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Re: Machine-Pistols (other than C96 variants)

Post by Hans1906 » 11 Nov 2020 12:23

Hi JTV,

thanks for the link, the "Stechkin automatic pistol" was probably, what I have seen on some photos and in short film clips..?

Narikis, "before 1945", the so-called "Baby machine gun" may hit your interest, please see attached photo, source: Pinterest.

If I remember this correctly, such a Colt M1911, converted to full-auto fire was used in the 2009 movie "Public Enemies", starring
Johnny Depp as John Dillinger, but I am not sure, probably another gangster movie..?
(Used by the gangster "Baby Face Nelson" in one scene)

Colt M1911 https://en.wikipedia.org/wiki/M1911_pis ... 0to%201985

Public Enemies https://en.wikipedia.org/wiki/Public_En ... 2009_film)

Interesting topic...


Hans1906

P.S. There were full-auto versions of the "Luger Pistole" also, but this another topic...
Luger Pistole https://en.wikipedia.org/wiki/Luger_pistol
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Re: Machine-Pistols (other than C96 variants)

Post by Hans1906 » 11 Nov 2020 14:34

Good afternoon,

probably many of you are aware about these two historic photos already:

What is the story behind this somewhat strange construction with the 10! Mauser M712 full-auto pistols..?

Mauser M712 https://de.wikipedia.org/wiki/Mauser_M712

I am betting on a former austrian (Österreich) uniform, but unfortunately I am not sure? :?


Hans1906

P.S. The original source of the two photos would be very interesting?
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Helmut0815
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Re: Machine-Pistols (other than C96 variants)

Post by Helmut0815 » 11 Nov 2020 23:03

Hans1906 wrote:
09 Nov 2020 19:33
Not WW1, or WW2, but I remember a very small full-auto pistol with a probably 20/30 rounds magazine,
used by east german "Stasi" service men (MfS...) forces..?
Polish PM-63? Was used by Stasi agents and Regiment "Feliks Dscherzinski" troopers.
Hans1906 wrote:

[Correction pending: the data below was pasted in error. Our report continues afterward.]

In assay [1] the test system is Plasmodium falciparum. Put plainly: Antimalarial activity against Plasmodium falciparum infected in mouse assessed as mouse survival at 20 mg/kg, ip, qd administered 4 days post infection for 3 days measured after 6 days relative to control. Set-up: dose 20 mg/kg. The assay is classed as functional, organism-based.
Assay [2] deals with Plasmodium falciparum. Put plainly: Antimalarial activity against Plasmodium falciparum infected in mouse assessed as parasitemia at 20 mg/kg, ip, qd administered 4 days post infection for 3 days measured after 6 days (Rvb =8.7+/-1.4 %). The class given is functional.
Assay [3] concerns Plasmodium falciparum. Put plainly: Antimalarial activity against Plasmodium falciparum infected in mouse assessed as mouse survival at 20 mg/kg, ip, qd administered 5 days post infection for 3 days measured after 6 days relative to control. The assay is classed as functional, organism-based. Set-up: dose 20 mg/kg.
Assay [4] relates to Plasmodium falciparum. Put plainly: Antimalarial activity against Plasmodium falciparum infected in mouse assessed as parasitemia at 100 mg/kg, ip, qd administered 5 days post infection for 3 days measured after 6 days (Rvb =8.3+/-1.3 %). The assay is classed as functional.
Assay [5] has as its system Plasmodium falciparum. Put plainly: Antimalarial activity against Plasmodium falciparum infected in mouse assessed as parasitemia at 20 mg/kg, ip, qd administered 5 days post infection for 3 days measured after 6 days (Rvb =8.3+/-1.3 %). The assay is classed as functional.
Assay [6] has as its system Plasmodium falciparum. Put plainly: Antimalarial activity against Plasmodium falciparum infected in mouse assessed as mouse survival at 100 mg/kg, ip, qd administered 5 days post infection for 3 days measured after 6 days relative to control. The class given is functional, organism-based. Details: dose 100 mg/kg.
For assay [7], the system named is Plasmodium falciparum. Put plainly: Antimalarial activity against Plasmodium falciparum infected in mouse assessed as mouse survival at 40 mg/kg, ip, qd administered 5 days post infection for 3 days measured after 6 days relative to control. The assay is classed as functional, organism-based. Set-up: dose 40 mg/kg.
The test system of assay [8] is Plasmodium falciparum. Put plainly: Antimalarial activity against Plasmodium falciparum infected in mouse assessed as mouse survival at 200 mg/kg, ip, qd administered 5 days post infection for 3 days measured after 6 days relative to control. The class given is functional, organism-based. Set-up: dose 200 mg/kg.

11 Nov 2020 14:34
What is the story behind this somewhat strange construction with the 10! Mauser M712 full-auto pistols..?
Wow, a Zehnling! Never seen that before.


regards


Helmut

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Hans1906
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Re: Machine-Pistols (other than C96 variants)

Post by Hans1906 » 11 Nov 2020 23:43

"Wow, a Zehnling! Never seen that before." (There are other photos, later...)

Helmut, image the soldier pulling the trigger for the 200 rounds from the 10! M712... 8O

Quote: "900–1000 Schuss/min"

"Da bleibt kein Auge trocken", steht nur noch die Frage nach der Technik offen..? :o :o :o

Gute Nacht!
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Re: Machine-Pistols (other than C96 variants)

Post by Knouterer » 12 Nov 2020 12:17

Article about various Spanish selective fire pistols of the 1930s and 1940s:

http://www.catalogacionarmas.com/public/parte3cap12.pdf
"The true spirit of conversation consists in building on another man's observation, not overturning it." Edward George Bulwer-Lytton

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Re: Machine-Pistols (other than C96 variants)

Post by Knouterer » 12 Nov 2020 12:28

And a French .32 Union machine pistol from the 1930s with 35-round "horseshoe" magazine. Doesn´t seem very practical. I believe Chinese arsenals also made various fully automatic pistols, apart from Mauser copies.
https://www.alloutdoor.com/2015/11/29/3 ... 32-pistol/
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Hans1906
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Re: Machine-Pistols (other than C96 variants)

Post by Hans1906 » 13 Nov 2020 17:22

The american gangster "Baby Face Nelson" (Lester Joseph Gillis) used the full-auto converted Colt M1911

Lester Joseph Gillis https://en.wikipedia.org/wiki/Baby_Face_Nelson

As accurately portrayed in the film "Public Enemies" from the year 2009.

"I know you bastards wear vests, so I'm gonna give it to you high and give it to you low!"
Source: http://www.imfdb.org/wiki/Public_Enemies

Btw. Excellent "modern" american gangster movie about John Dillinger, next to the 1973 movie "Dillinger", starring the legendary
Mr. Warren Oates as John Dillinger before.

Dillinger (1973) https://en.wikipedia.org/wiki/Dillinger_(1973_film)


Hans1906

P.S. I am certainly not a weapons fanatic, that was once, and is long ago...
But I like the historical accuracy, the very small details, and also the technical aspect.